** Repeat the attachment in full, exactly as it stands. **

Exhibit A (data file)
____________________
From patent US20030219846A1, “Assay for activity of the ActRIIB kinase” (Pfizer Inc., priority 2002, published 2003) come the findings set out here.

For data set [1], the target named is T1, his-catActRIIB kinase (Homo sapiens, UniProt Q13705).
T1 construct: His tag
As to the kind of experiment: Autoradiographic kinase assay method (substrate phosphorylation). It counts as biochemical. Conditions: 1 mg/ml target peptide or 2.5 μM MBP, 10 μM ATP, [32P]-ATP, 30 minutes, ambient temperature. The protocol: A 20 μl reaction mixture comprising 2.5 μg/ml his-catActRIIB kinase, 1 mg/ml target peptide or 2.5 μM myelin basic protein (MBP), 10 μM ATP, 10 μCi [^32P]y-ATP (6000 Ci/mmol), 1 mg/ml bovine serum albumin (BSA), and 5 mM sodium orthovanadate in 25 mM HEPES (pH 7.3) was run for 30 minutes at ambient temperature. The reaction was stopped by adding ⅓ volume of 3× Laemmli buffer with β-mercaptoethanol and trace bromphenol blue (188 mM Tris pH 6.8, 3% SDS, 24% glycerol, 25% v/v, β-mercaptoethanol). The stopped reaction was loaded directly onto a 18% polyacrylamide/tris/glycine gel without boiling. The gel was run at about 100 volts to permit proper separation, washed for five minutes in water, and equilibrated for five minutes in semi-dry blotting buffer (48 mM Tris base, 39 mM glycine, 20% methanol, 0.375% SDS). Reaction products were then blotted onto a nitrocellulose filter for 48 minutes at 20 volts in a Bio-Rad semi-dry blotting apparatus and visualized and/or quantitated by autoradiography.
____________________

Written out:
From patent US20030219846A1, “Assay for activity of the ActRIIB kinase” (Pfizer Inc., priority 2002, published 2003) come the findings set out here.

For data set [1], the target named is T1, his-catActRIIB kinase (Homo sapiens, UniProt Q13705).
T1 construct: His tag
As to the kind of experiment: Autoradiographic kinase assay method (substrate phosphorylation). It counts as biochemical. Conditions: 1 mg/ml target peptide or 2.5 μM MBP, 10 μM ATP, [32P]-ATP, 30 minutes, ambient temperature. The protocol: A 20 μl reaction mixture comprising 2.5 μg/ml his-catActRIIB kinase, 1 mg/ml target peptide or 2.5 μM myelin basic protein (MBP), 10 μM ATP, 10 μCi [^32P]y-ATP (6000 Ci/mmol), 1 mg/ml bovine serum albumin (BSA), and 5 mM sodium orthovanadate in 25 mM HEPES (pH 7.3) was run for 30 minutes at ambient temperature. The reaction was stopped by adding ⅓ volume of 3× Laemmli buffer with β-mercaptoethanol and trace bromphenol blue (188 mM Tris pH 6.8, 3% SDS, 24% glycerol, 25% v/v, β-mercaptoethanol). The stopped reaction was loaded directly onto a 18% polyacrylamide/tris/glycine gel without boiling. The gel was run at about 100 volts to permit proper separation, washed for five minutes in water, and equilibrated for five minutes in semi-dry blotting buffer (48 mM Tris base, 39 mM glycine, 20% methanol, 0.375% SDS). Reaction products were then blotted onto a nitrocellulose filter for 48 minutes at 20 volts in a Bio-Rad semi-dry blotting apparatus and visualized and/or quantitated by autoradiography.